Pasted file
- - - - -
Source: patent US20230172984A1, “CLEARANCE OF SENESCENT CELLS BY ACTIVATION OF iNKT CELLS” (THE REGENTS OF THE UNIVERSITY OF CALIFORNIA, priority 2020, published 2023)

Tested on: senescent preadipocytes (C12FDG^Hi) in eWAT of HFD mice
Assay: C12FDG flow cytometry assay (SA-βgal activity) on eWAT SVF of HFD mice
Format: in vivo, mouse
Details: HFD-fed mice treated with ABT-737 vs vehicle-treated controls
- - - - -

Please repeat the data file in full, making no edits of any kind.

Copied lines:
Source: patent US20230172984A1, “CLEARANCE OF SENESCENT CELLS BY ACTIVATION OF iNKT CELLS” (THE REGENTS OF THE UNIVERSITY OF CALIFORNIA, priority 2020, published 2023)

Tested on: senescent preadipocytes (C12FDG^Hi) in eWAT of HFD mice
Assay: C12FDG flow cytometry assay (SA-βgal activity) on eWAT SVF of HFD mice
Format: in vivo, mouse
Details: HFD-fed mice treated with ABT-737 vs vehicle-treated controls